O'Dowda ignores the tweets to get his Ireland career going
In the very early days of a career which is still in the formation phase, Callum O'Dowda was given some advice.
"Someone s aid to me years ago at Oxford, you don't need to listen to anyone except your manager. It's good for your head I suppose," says the 24-year-old.
Those are words still in his head as the Bristol City man is not a fan of social media. Twitter and other social media outlets are treated like oxygen by some players. Richard Dunne, in his weekly columns for this newspaper, rails against what he calls "Intsagram players", Paul Pogba top of Dunne's hit list.
Even within the Ireland squad, it's a mixed bag. Some players seem to be addicted to social media (James McClean), going off twitter occasionally after a particular media storm but, like Michael Corleone "Just when I thought I was out, they pull me back in".
Sean Maguire is a regular. Other shun it completely, like Glenn Whelan. Despite being one of the younger members of the squad, O'Dowda is one of the old fogies.
"Just getting hate and stuff, you see it affects them. That's why I'm not on Twitter or Instagram, I don't have them on my phone," he says of fellow players.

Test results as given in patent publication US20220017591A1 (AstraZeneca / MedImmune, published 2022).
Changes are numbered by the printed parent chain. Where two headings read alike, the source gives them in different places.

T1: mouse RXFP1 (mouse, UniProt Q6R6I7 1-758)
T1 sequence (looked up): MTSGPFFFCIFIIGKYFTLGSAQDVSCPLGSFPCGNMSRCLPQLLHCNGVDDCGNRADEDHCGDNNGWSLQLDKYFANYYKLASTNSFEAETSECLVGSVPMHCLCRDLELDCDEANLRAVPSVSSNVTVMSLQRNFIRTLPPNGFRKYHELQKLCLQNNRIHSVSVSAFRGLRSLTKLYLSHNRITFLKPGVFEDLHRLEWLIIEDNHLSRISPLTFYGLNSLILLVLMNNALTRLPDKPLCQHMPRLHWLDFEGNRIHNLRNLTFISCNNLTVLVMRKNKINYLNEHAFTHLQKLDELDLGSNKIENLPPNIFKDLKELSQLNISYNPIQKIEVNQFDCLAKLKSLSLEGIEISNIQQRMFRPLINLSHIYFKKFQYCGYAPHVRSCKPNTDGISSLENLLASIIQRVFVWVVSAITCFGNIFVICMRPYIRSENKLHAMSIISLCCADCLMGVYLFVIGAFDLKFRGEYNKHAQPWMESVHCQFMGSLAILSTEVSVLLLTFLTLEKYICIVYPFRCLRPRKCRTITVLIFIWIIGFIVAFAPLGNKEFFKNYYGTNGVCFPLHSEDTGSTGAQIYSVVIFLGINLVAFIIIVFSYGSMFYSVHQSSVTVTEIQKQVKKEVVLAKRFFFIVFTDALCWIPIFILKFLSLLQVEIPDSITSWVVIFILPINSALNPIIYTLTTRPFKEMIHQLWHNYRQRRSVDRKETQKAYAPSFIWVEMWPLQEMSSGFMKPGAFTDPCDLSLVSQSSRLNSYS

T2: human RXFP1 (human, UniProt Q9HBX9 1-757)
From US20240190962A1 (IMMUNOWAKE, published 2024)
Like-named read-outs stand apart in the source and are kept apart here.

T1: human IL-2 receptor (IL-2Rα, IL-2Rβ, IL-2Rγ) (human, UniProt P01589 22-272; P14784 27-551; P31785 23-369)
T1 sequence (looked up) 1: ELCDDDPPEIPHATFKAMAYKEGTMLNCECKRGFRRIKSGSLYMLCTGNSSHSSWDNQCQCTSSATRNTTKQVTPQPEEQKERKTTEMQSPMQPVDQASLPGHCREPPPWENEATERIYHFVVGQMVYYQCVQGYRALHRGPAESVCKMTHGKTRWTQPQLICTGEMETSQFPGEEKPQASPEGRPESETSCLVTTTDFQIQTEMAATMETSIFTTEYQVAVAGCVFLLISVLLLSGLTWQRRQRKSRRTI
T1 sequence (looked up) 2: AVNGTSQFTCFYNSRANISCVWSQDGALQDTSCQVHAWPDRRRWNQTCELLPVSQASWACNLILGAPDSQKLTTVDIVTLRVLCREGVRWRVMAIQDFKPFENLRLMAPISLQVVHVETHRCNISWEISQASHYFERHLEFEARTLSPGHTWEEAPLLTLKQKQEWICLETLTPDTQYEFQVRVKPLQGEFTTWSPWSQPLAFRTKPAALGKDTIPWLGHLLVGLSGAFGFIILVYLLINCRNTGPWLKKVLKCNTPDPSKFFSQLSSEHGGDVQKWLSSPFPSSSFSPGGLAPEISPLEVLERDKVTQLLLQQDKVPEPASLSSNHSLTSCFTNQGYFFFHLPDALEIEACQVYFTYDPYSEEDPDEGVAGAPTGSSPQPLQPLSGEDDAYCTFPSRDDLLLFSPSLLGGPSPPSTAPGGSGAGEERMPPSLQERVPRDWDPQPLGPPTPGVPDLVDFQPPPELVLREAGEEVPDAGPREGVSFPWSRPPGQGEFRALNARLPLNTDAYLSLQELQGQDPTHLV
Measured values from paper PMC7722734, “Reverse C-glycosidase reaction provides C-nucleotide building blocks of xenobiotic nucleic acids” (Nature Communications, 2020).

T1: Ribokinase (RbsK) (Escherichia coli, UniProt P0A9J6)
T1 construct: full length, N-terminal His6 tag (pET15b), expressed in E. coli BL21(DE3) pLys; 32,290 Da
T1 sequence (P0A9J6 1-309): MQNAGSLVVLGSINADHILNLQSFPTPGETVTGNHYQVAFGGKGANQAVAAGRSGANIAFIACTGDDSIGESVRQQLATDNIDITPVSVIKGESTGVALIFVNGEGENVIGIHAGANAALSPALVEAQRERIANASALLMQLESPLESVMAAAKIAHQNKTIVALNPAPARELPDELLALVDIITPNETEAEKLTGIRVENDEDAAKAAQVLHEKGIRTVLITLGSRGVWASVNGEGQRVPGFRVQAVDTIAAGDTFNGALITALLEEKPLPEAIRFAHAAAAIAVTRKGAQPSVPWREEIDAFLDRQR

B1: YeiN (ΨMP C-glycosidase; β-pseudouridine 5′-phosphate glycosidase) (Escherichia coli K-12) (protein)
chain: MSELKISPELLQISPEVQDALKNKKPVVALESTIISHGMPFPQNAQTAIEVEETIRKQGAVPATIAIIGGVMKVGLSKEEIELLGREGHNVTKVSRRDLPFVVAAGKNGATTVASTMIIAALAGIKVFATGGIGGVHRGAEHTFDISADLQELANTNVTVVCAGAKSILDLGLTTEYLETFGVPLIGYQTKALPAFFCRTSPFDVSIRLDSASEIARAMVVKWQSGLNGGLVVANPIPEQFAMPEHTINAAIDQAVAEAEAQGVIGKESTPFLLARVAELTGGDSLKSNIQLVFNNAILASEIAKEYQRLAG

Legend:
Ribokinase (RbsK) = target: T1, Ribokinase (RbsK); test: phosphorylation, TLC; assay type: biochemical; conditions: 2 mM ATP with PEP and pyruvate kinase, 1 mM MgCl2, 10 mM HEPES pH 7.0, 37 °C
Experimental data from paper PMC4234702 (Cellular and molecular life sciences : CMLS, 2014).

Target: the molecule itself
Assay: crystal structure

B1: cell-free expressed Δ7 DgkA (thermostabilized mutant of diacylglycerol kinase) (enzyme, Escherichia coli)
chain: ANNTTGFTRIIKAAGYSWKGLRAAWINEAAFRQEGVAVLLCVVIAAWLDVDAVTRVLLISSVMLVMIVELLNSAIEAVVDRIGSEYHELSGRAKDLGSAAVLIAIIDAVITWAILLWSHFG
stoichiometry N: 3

"It's a big thing really. People don't see how it affects players. I haven't seen it this season but I have seen it in previous seasons, with younger players looking at what certain people are saying. I've not seen it at international level. I keep away from it.
"I just don't go looking for it, really. Having all the social media apps, you are going to get some stuff through.
"But, for example, I don't have twitter on my phone and even if close friends message me, I won't see it. The only way then can get me is through my phone number."
He says a player can get stick verbally at a match or in digital format.
"You can get on the pitch as well, so you'll get it regardless. But it's more on social media, because it is the Love Island generation.
"When I was at Oxford, you are getting the comments and the family hear it and you think to yourself that you don't want to leave yourself open to all that. So I can't remember the last time I went on twitter."
International football has been frustrating for O'Dowda, who shone so brightly on his debut in 2016 but has struggled of late.
"I remember when I first came in, it was just after the Euros and there was a lot of momentum with the team. Even though I wasn't playing that much at the time, I remember coming off each trip with a lot of positive results," he says.
"Results started to not go our way and you know what football is like, things change. It was a disappointing and frustrating year with the national side last year.
"But things are looking positive already, with the two results we've had, and hopefully we can get a result tomorrow."